Broadcast networks will rake in retransmission fees, report says
This article was originally on a blog post platform and may be missing photos, graphics or links. See About archive blog posts.
Programmers and professional sports leagues may start salivating after reading a report on all the money the broadcast television networks are expected to get in the next few years from distributors and their own affiliates.
According to consulting firm SNL Kagan, the networks — Fox, CBS, NBC, ABC, CW and Univision — will take almost $3 billion in 2015 in money tied to so-called retransmission consent fees that distributors such as cable and satellite companies pay broadcasters to carry their signals.
Of that amount, the distributors are expected to pay $1.7 billion directly to the networks for programming on network-owned local stations, Kagan estimates. The broadcast networks also will get $1.3 billion in 2015 as their cut of fees that the distributors will pay network affiliates, Kagan says.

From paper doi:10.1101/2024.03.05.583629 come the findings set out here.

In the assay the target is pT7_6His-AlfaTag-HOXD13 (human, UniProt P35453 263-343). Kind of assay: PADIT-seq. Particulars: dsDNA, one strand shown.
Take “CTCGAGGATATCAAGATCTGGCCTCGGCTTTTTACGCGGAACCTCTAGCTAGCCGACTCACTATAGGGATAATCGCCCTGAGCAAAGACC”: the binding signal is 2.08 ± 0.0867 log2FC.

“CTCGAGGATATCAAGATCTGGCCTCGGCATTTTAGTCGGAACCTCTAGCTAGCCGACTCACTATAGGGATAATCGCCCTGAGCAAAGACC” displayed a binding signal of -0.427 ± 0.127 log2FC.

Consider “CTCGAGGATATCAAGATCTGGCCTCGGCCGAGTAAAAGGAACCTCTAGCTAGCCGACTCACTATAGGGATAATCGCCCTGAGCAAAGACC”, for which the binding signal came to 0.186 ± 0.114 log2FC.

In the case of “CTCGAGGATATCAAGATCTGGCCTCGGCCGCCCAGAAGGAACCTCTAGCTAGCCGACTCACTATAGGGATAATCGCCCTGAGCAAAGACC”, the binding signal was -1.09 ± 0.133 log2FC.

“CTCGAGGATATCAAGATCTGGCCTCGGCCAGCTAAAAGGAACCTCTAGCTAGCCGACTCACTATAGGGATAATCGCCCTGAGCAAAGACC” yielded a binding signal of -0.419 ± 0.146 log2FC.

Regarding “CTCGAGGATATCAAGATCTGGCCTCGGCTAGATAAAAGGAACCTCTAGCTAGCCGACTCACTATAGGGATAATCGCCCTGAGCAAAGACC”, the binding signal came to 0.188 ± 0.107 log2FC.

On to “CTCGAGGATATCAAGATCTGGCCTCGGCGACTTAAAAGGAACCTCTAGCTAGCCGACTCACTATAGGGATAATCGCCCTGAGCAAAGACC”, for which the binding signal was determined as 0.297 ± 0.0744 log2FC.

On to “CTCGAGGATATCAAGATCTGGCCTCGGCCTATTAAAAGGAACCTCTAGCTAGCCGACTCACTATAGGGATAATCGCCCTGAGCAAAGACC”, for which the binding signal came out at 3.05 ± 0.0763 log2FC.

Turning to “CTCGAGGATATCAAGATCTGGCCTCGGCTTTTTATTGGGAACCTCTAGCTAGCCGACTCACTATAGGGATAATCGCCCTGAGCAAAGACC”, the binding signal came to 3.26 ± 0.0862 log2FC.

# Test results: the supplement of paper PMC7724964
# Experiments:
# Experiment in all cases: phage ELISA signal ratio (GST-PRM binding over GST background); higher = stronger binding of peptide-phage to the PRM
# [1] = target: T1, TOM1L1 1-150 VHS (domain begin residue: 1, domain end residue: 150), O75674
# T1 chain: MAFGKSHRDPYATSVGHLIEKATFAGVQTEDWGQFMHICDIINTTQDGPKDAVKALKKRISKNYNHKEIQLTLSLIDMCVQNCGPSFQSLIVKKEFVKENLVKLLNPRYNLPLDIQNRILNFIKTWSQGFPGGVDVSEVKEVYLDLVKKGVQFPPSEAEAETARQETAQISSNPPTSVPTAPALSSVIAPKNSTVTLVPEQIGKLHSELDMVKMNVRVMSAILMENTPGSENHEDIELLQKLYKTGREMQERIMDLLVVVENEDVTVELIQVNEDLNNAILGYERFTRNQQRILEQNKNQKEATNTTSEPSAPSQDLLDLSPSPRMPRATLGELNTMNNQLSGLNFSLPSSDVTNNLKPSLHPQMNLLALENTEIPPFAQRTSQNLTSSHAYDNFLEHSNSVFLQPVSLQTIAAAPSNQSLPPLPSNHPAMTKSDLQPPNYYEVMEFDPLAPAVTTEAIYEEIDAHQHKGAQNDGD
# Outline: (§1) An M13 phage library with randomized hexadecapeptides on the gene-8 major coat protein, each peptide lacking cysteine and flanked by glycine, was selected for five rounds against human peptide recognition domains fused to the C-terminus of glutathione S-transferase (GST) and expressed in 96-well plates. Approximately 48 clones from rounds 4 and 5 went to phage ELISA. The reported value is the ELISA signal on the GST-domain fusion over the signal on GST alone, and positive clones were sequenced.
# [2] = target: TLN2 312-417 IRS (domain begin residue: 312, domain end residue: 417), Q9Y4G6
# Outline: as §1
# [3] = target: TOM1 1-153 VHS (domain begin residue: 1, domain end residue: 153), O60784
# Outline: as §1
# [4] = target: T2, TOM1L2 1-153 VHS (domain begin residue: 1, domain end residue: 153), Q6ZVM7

Among the networks, News Corp.’s Fox has been the most aggressive in collecting revenue from retransmission fees. Kagan estimates that this year Fox will take in $257 million in such revenue from distributors plus $39 million from Fox affiliates. By 2015, Kagan predicts, those numbers will grow to $459 million and $341 million, respectively.
NBC has the most to gain from retransmission fees. In 2011, Kagan has NBC getting only $16 million in fees for the stations it owns and just $5 million from its affiliates. By 2015, Kagan predicts NBC will be getting $263 million for its stations (including Telemundo) and $288 million from affiliates.
Distributors have been griping for some time about rising retransmission consent fees and have even requested that the Federal Communications Commission weigh in with new rules over how deals are negotiated. Broadcasters are resisting such a regulatory effort.
— Joe Flint